“First move well, then move often.”

Gray Cook


Pillars Of Success

I’d like to share a few concepts of things that I’ve found generate reliable success in endurance sports. Many times we tend to skip over or try to “hack” things. I’d encourage you to think about how you can improve in these areas. I’ll only highlight one at a time, but give it some thought.


Mobility Practice


 The typical day of a non-professional endurance athlete often looks like a jam-packed agenda, fitting in a hard training session before or after work, then sitting in a car or, at a desk for hours.


When we do this we “set” the body into a forward fold, shortening the hip flexors, flattening and deactivating the hamstrings and posterior chain. This daily routine affects our ability to stay injury-free and to create great dynamic force and economy while moving.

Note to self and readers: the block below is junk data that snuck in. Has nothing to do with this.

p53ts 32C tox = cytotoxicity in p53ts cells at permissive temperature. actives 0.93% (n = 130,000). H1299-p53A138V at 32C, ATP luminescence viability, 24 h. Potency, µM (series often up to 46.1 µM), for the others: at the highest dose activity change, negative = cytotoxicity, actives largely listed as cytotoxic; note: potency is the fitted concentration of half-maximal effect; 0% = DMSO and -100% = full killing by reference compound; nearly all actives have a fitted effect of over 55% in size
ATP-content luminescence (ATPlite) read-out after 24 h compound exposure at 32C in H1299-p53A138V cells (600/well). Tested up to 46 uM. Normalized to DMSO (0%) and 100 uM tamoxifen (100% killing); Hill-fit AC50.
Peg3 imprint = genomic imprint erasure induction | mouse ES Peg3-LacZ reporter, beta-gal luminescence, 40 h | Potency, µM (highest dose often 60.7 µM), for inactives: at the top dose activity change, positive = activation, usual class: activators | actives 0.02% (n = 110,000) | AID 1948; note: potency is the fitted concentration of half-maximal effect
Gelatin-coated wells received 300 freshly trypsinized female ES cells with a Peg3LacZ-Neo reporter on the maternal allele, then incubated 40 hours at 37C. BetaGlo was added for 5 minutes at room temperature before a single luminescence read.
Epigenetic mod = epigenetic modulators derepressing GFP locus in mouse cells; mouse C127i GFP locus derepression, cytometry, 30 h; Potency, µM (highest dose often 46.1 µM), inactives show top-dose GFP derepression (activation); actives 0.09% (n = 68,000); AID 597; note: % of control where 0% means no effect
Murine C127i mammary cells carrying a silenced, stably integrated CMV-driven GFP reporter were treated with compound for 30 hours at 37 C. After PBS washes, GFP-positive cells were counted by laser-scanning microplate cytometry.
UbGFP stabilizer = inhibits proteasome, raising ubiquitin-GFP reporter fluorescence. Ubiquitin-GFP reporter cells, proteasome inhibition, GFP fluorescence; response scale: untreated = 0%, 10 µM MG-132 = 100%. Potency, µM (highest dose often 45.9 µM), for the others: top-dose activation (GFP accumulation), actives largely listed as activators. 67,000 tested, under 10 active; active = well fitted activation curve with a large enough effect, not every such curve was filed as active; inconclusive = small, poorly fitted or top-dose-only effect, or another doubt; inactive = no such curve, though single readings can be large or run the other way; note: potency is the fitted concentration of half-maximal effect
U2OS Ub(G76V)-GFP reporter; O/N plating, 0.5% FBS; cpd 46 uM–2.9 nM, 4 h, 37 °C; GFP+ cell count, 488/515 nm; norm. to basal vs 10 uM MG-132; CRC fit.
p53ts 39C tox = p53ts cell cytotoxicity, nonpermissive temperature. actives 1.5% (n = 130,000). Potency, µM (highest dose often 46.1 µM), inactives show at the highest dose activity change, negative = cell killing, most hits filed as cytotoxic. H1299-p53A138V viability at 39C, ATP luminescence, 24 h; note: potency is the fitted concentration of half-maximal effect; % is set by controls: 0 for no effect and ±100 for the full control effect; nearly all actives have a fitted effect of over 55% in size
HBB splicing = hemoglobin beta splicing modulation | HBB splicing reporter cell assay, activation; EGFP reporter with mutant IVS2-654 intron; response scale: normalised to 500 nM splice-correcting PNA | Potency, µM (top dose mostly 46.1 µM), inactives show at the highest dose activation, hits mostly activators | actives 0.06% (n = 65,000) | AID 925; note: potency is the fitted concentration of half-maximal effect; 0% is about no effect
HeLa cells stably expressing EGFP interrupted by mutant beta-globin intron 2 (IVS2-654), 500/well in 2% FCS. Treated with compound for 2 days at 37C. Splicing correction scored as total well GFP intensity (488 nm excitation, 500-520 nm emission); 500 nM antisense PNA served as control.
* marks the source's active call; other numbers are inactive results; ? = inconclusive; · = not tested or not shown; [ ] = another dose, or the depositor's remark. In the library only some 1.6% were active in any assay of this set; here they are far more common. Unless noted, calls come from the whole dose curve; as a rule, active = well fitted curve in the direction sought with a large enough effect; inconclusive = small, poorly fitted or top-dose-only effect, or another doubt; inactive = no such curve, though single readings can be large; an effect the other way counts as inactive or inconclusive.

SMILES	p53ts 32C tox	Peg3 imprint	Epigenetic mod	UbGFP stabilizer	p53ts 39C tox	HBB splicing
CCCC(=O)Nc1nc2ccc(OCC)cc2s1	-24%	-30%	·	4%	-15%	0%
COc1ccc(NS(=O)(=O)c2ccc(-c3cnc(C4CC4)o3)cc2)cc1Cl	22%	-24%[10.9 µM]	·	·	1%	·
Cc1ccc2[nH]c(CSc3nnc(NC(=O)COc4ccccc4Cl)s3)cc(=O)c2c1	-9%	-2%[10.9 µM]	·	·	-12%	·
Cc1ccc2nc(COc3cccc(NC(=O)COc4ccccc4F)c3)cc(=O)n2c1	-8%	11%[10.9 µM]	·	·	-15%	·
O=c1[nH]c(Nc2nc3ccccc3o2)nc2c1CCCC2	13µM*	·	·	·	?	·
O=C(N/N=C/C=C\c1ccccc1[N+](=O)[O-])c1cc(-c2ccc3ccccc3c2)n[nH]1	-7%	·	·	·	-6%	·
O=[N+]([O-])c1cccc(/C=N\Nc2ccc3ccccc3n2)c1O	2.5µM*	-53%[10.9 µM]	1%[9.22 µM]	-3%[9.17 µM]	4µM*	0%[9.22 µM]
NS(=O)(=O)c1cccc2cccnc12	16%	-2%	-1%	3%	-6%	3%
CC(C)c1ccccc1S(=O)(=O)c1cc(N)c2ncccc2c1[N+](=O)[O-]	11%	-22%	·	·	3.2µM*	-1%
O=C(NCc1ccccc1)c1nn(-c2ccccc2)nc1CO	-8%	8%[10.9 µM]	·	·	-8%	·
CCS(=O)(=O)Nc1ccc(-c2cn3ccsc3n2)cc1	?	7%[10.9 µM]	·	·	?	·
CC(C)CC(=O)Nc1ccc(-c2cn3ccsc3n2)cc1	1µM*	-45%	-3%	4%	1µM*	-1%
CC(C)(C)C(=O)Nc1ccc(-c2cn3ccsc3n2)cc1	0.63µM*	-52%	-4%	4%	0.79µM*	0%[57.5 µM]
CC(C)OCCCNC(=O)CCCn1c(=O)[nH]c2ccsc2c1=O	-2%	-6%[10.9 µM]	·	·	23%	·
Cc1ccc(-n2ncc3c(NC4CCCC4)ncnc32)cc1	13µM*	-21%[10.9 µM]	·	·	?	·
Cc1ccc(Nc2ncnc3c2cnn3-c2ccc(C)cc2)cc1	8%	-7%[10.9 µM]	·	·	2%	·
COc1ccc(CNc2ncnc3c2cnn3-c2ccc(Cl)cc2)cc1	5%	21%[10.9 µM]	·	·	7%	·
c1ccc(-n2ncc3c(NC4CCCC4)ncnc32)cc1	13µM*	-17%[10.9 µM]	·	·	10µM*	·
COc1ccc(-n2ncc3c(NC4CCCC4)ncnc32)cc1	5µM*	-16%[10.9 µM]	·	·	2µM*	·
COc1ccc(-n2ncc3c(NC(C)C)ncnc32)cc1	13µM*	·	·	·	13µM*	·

When I screen people for bike fits, I see mobility issues that we have to accommodate in the fitting. With consistent mobility work we can often reduce these accommodations and find better bio-mechanics and improved alignment. 


A short mobility practice can consist of either a short video class like Yoga 15 or Yoga with Adrienne, or simply a set of poses you do during down time. It doesn’t require understanding Sanskrit, but it does require patience and willingness to invest a small amount of time. 


Poses that I find really useful for endurance athletes include:  child pose, thread the needle, mountain pose with hands over the head, holding a deep unweighted squat in bare feet, and pigeon pose. All these should be held and while breathing deeply, “sunk into” and shifted around in, finding the points of tension and letting them resolve themselves.


Try 15 minutes a day in the evening or at lunch for two weeks and let me know how it goes! Don’t be surprised if you start moving and sleeping better, and in general, feel a little more balanced.